Monday, January 30, 2006
The Tiki Men - Sneak a Drink with...
The Tiki Men Sneak a Drink with... (Secret Center, 1994)
Before the early 1990s "surf" revival very, very few people thought of instrumental music as punk rock. Sure, bands like Agent Orange and those in the Paisley Underground did some surf instrumentals, but their renditions seemed to be more in honor of their surf heroes than something that came out of punk rock.
And then there is Link Wray. One of the many grandfathers of punk rock, through 21st Century ears Link sounds more punk than anything the mall is turning out today. Hell, back in the late 80s, after the metalization & wankeredness of punk rock, songs like The Black Widow sound punk as fuck. It is no wonder why punkers, sick of metalisms and prog flexing turned to surf instrumentals for some ear cleaning. That a band like the Mummies padded their set with raw instrumentals is no surprise. It is also no wonder why bands such as the Phantom Surfers, Untamed Youth, and the Tiki Men were embraced by punk rockers.
While the Phantom Surfers championed absurdity and Untamed Youth focused on dexterity, the Tiki Men were the dark heart of the 90s garage instrumental scene. Born of boredom, the Tiki Men started when a couple friends - Scott Miller (of Nar & the Bananas) * Micha Kennedy - put together a surf band to open a Tiger Trap show at Micah's living space, a converted bean sprout factory (if I remember the story right, the band sprung from a conversation that started with, "Wanna do a surf band?" "Sure, why not?"). With Tim White and Pete Huesing filling out the band, the Tiki Men did their show. But rather than break up, like many a Sacramento side project, they became a working part of the Sacramento punk scene.
In 1994, Miller released the Sneak a Drink... 7" on his own Secret Center label. That record was followed by a 7" and LP on Hillsdale, a 7" on Estrus, a split 7" with fellow Sacramentans The Troublemakers, and some comp tracks. The band also played a Garage Shock up in Washington and regularly in Sacramento and the San Francisco Bay Area. A few years after their start, they broke up, Micah sick of dealing with other people's expectations and pressure to be the "next big thing."
What set the Tiki Men apart from most other 90s garage instrumental bands is the sound and the approach. Despite the tiki in their name, they do not truck in kitsch. The Tiki Men are not about dressing up or decorating the house in thrift scores. They are about music - raw, loud rock and roll. While Micah is a great guitarist, he doesn't use the band as a vehicle to show off. Listen to Cattle Prod on the Hillsdale single and this should be obvious. Instead a song being slave to a wild, blazing lead guitar, it is a slow tension builder, anchored by one unending snare tap. The Tiki Men's sound is raw darkness, very much in the spirit of Link Wray. One of the things that accounts for this sound is the bean sprout factory.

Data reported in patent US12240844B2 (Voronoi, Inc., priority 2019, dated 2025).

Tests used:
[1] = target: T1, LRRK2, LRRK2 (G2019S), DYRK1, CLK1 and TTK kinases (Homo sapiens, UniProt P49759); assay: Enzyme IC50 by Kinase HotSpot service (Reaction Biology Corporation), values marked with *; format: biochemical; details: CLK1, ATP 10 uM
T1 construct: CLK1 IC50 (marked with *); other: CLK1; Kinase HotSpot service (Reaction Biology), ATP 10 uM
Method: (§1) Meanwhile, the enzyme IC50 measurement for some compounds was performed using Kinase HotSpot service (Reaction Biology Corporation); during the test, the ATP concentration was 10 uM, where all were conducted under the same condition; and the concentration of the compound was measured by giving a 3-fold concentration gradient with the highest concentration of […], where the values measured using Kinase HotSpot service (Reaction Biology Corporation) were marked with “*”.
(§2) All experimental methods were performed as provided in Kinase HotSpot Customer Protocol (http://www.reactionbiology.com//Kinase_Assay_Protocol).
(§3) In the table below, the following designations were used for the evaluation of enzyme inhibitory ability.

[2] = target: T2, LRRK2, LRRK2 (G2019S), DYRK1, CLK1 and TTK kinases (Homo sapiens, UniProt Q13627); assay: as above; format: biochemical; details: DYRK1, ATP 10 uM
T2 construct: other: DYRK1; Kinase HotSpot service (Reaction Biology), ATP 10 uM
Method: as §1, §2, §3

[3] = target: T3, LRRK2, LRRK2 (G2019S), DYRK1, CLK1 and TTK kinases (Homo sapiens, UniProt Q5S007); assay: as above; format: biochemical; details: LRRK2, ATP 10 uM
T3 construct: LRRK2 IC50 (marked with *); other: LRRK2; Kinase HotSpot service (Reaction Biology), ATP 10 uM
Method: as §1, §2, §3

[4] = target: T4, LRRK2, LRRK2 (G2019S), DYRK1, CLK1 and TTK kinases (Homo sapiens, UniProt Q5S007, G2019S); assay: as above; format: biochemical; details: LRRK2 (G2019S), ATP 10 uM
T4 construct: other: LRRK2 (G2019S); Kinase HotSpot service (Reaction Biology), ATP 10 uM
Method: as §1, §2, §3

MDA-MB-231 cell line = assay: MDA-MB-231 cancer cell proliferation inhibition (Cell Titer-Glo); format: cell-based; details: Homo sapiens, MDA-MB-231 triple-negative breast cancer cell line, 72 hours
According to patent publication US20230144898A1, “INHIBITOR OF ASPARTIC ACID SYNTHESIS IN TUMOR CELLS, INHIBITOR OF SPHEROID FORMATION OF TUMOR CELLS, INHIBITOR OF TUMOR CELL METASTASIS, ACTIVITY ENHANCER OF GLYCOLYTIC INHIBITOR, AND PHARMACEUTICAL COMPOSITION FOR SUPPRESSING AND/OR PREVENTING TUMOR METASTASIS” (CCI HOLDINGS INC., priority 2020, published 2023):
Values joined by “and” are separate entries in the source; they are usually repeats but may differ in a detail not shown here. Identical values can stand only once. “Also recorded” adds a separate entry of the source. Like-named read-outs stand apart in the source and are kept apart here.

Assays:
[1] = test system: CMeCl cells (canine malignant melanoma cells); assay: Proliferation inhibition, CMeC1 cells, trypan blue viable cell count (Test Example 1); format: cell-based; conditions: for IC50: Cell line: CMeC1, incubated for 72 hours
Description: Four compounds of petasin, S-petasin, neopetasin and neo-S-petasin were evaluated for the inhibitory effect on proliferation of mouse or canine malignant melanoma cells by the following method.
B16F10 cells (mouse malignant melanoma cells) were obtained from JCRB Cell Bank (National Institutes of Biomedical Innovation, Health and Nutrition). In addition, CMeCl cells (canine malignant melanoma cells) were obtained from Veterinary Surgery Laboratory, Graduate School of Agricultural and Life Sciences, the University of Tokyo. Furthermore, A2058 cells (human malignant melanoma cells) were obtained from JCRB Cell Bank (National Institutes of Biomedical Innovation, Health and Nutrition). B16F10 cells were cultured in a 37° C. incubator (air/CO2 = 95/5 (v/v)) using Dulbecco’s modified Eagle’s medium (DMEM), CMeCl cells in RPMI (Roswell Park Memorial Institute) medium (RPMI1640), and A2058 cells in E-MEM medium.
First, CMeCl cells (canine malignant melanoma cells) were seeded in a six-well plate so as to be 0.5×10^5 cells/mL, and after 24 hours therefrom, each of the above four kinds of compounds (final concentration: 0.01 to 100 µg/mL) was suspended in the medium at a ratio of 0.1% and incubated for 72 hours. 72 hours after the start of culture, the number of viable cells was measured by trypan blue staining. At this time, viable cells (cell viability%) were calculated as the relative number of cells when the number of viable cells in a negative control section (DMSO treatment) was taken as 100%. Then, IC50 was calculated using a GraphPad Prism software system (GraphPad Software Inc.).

As I mentioned earlier, when the band formed, Micah lived in an old bean sprout factory. A short ways down Franklin Blvd., south of Broadway, the bean sprout factory consisted of a few offices on a second floor (turned into bedrooms) and a large space downstairs. The room downstairs was 100% cement and, because of that, sound ricocheted off the walls, ceiling and floors. Micah spent hours with a 4 track cassette recorder mastering that room. What he got, you hear on the Tiki Men's first single, probably the best garage instrumental record of the 1990s.*
Secret Center released 500 Sneak a Drink with the Tiki Men, all on very cool silk screened sleeves. Here are two of the four songs on the 7". --Scott S.
*Micah lent his recording talent to at least three more projects that saw vinyl. In the bean sprout factory, he also recorded the Boulevard Park Trio, an excellent garage instrumental band who released a 7" on Secret Center. Micah took his 4 track to The Loft and recorded the first Lil Bunnies 7's, giving it a monster thud of a sound. He also recorded his post-Tiki Men band, the Lazy J's, who have a track on Moo-La-La Records' Sacramento: City of a Beer 7" comp.
Thanks for posting this.
"will this be a good record, or something that should be on Dionysus?"
The Tiki Men tore the shit hole out of pretty much every band they ever played with, and i say that having seen somewhere around 90% of their live shows. The Phantom Surfers at their peak (le's say '90-'95) were better performers, but sadly never unleashed a recording nearly as great as any of the Tiki men's vinyl.
and dis the Untamed Youth all you want, but they were a tour de force back in the dark ages of 1989 when pretty much everything else sounded like complete hogshit. 'Pretentious' is an interesting term to lay on those dudes... Mostly I remember lots of PBR spraying around and Mace the drunken bassist showing his dick to the audience and Deke just brutalizing surf songs into submission. Their 'gimmick' was that they actually liked surf music. woah.
8/5/1970 - 4/19/2009 Loving friend of Megan Garrett, son of James Kennedy, Mary and Larry Davenport, brother of Sean, Rebecca and Todd. Micah also leaves many Aunts, Uncles, cousins and dear friends. Micah graduated from San Francisco State University, was a proud member of the stagehand union and a carpenter by trade. He was a gifted musician and talented craftsman and artist. He especially enjoyed his gigs with the Tiki Men and more recently the Lazy J's. A private service will be held at St. Mary's Cemetery on May 16th, followed by a celebration of his life for family and friends at 1pm at the home of John and Mary Kate De Necochea. Services May 16 2009